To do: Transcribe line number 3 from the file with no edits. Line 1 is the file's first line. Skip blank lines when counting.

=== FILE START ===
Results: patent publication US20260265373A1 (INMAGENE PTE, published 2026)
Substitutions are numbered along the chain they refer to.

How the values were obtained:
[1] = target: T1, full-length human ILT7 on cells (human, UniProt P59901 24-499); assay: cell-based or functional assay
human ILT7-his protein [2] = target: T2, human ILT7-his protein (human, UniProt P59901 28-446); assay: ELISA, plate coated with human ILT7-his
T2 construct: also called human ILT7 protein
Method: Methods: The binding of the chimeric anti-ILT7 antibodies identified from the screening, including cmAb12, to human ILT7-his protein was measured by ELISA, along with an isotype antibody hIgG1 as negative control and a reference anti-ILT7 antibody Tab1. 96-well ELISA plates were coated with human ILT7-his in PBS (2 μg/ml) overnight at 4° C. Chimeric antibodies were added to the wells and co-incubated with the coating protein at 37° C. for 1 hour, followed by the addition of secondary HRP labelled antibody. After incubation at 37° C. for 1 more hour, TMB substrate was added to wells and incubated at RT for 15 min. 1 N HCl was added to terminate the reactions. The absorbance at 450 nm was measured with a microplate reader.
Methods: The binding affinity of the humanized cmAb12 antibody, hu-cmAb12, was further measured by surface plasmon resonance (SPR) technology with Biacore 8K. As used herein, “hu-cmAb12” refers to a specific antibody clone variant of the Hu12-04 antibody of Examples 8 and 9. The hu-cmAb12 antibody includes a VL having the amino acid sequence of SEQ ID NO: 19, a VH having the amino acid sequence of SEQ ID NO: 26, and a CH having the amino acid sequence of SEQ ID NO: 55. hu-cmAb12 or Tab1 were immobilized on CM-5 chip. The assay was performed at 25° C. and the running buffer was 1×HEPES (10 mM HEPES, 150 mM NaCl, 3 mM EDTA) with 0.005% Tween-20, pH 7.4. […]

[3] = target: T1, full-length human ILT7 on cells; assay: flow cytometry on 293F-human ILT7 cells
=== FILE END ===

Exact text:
How the values were obtained: